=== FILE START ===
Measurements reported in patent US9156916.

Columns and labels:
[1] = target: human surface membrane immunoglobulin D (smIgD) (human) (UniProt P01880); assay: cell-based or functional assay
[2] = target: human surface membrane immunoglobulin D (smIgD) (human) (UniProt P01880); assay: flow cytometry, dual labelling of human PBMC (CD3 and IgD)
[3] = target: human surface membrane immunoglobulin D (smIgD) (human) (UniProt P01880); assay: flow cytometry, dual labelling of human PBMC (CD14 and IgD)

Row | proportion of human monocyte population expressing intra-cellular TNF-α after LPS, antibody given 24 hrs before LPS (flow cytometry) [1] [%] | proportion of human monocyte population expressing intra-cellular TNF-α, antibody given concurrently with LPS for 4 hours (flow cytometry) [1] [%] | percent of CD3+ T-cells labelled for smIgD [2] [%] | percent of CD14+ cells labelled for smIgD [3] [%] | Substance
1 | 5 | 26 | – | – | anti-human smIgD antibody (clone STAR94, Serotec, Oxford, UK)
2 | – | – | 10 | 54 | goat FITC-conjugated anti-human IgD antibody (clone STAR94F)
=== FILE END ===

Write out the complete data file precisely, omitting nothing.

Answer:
Measurements reported in patent US9156916.

Columns and labels:
[1] = target: human surface membrane immunoglobulin D (smIgD) (human) (UniProt P01880); assay: cell-based or functional assay
[2] = target: human surface membrane immunoglobulin D (smIgD) (human) (UniProt P01880); assay: flow cytometry, dual labelling of human PBMC (CD3 and IgD)
[3] = target: human surface membrane immunoglobulin D (smIgD) (human) (UniProt P01880); assay: flow cytometry, dual labelling of human PBMC (CD14 and IgD)

Row | proportion of human monocyte population expressing intra-cellular TNF-α after LPS, antibody given 24 hrs before LPS (flow cytometry) [1] [%] | proportion of human monocyte population expressing intra-cellular TNF-α, antibody given concurrently with LPS for 4 hours (flow cytometry) [1] [%] | percent of CD3+ T-cells labelled for smIgD [2] [%] | percent of CD14+ cells labelled for smIgD [3] [%] | Substance
1 | 5 | 26 | – | – | anti-human smIgD antibody (clone STAR94, Serotec, Oxford, UK)
2 | – | – | 10 | 54 | goat FITC-conjugated anti-human IgD antibody (clone STAR94F)